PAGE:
After al-Qaida, a Yemeni Port Restored


After al-Qaida seized the port city of Mukalla in Yemen, the local power plant could provide only spotty service during peak summer demand. The terrorists threatened to hang plant engineer Mohammed Bahaj if he couldn’t boost energy production for Mukalla and the surrounding province of Hadhramout, home to the largest concentration of al-Qaida members in the world.

Now, more than a year after al-Qaida was ousted from Mukalla, the plant can order replacement parts, new workers have joined the staff, and the power output has roughly doubled, making it possible to keep the lights on for the 700,000 people in the province, Bahaj said.

“Capacity has gone higher to provide more families with a standard of living, he said. “That’s a major difference.”

Al-Qaida in the Arabian Peninsula (AQAP) occupied Mukalla in 2015 as Yemen descended into conflict. In April 2016, a force of 11,000 Yemenis trained by the United Arab Emirates (UAE) launched an assault backed by UAE planes and ships. By nightfall, AQAP members were fleeing the city.

The quick and decisive victory — the centerpiece of a broader push to defeat AQAP in southern Yemen — was followed by a more time-consuming challenge for the local government: maintaining security and improving daily life as the broader Yemen conflict ground on elsewhere.

Protecting military gains often depends on successfully restoring basic services because extremists exploit government failures. That is especially true in Mukalla, where AQAP positioned itself as better at providing services than the government agencies.

“You do have to compete with them on services,” said Michael Knights, a fellow at the Washington Institute for Near East Policy who has studied the campaign to recapture and stabilize Mukalla. “If you just leave, groups like al-Qaida and [Daesh] fill the void.”

To that end, the Emirates Red Crescent organization signed a work agreement in May 2017 with the Public Electricity Corp. in Hadhramout to extend the network of electricity cables in the al-Rayan region, east of Mukalla. Red Crescent also funded a project to strengthen the electrical line of the al-Rayan mosque, providing it with air conditioning and easing the intense summer heat for worshippers.

The conflict in Yemen has pushed much of the country to the brink of famine, according to the World Food Programme. The United Nations estimates that more than 10,000 civilians have died in the fighting. And a cholera outbreak has killed more than 1,500 people across several provinces.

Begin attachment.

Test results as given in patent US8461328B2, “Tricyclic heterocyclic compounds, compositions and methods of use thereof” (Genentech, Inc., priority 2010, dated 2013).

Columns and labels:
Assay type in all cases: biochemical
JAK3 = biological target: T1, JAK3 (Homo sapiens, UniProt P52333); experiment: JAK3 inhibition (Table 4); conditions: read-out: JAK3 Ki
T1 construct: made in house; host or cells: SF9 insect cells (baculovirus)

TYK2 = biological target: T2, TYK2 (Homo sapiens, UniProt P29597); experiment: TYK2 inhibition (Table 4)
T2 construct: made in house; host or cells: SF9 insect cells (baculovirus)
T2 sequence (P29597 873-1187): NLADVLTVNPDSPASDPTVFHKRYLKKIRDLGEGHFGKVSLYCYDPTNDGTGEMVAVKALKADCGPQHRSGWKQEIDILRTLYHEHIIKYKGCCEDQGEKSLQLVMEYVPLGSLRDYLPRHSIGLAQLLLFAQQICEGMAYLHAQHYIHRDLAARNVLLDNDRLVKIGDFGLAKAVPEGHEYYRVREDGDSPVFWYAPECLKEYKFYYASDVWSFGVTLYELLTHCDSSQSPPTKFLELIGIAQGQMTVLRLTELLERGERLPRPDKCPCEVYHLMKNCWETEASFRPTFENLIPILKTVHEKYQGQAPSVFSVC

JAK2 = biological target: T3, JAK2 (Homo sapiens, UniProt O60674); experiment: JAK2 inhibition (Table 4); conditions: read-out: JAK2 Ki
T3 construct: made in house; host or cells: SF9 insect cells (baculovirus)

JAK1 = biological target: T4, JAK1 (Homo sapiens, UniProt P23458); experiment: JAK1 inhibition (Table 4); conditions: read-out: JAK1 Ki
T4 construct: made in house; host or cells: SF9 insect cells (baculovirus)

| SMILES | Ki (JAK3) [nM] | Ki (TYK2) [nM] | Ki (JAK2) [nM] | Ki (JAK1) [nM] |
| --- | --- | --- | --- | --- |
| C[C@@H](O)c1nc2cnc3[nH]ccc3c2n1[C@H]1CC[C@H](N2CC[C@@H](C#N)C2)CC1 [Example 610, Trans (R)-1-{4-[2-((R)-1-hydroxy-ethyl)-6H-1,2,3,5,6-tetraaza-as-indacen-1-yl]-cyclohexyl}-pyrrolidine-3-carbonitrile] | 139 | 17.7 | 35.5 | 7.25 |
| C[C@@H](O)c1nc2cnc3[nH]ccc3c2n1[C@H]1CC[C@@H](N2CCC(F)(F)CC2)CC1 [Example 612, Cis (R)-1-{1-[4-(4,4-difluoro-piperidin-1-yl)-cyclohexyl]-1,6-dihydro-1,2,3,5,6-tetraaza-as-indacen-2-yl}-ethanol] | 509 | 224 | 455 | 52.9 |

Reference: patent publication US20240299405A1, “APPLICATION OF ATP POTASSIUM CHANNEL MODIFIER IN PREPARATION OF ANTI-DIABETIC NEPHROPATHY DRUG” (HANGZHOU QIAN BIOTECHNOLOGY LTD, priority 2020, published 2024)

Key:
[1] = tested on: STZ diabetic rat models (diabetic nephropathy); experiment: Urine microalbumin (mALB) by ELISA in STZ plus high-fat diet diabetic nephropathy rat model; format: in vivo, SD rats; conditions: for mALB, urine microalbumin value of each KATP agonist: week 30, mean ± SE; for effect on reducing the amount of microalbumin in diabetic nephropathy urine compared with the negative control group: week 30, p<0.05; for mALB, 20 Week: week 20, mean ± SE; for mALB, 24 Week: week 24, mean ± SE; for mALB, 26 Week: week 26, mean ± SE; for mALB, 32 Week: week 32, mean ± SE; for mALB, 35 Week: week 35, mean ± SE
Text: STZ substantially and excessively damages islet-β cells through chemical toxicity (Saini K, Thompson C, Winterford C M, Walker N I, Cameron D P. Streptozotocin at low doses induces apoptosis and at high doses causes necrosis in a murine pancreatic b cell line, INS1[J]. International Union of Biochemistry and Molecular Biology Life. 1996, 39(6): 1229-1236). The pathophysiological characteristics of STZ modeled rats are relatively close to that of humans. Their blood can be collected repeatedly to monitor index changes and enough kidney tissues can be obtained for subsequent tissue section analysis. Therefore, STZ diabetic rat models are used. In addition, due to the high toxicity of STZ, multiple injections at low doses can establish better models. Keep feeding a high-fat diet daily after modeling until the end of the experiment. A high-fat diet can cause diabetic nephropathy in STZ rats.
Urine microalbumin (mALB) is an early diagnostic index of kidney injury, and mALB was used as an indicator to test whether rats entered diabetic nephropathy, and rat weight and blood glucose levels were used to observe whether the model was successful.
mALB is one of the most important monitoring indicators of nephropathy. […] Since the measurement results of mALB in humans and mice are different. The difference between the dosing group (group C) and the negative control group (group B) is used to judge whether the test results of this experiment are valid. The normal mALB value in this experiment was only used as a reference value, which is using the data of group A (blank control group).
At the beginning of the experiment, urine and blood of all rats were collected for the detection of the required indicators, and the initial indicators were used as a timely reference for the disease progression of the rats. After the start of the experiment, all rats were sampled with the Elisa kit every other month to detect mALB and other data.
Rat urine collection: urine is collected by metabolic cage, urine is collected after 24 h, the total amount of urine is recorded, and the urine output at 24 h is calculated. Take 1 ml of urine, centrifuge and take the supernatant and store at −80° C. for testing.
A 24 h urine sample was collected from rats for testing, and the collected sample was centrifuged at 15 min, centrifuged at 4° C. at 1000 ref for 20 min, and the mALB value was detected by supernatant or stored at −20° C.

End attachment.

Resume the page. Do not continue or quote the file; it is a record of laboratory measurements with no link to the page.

In Mukalla, AQAP tried to improve city services, but a lack of technical expertise, isolation from international markets and extremist ideology got in the way, according to residents and city employees. These failures contributed to a groundswell of support for AQAP’s ouster. A couple of thousand members of the Yemeni force infiltrated the group’s ranks to provide intelligence and prepare for the offensive, said Ahmed bin Braik, the former provincial governor.

Now, schools in Mukalla have been refurbished, and hospitals have been restocked. Water use has roughly doubled, after new wells were drilled and others repaired. Damaged roads have been repaired and new ones built. The radio station, shut down by al-Qaida, has been revived.

Few foreign shipping firms were willing to visit when al-Qaida controlled the port, and the terminal’s operators only had a couple of aging tugboats, which limited the size of ships they could pull into the harbor.

Now, foreign shipping lines have returned to the bustling port. With the recent addition of a Malaysian tug, the port’s capacity has climbed to around 15,000 shipping containers a year, more than doubling the capacity from when the terrorists were failing to run the port. And at the power plant, the gigantic engines are roaring again.

“Everyone is more relaxed, they are happier, salaries are getting paid on time,” Bahaj said.

Sources: The Wall Street Journal,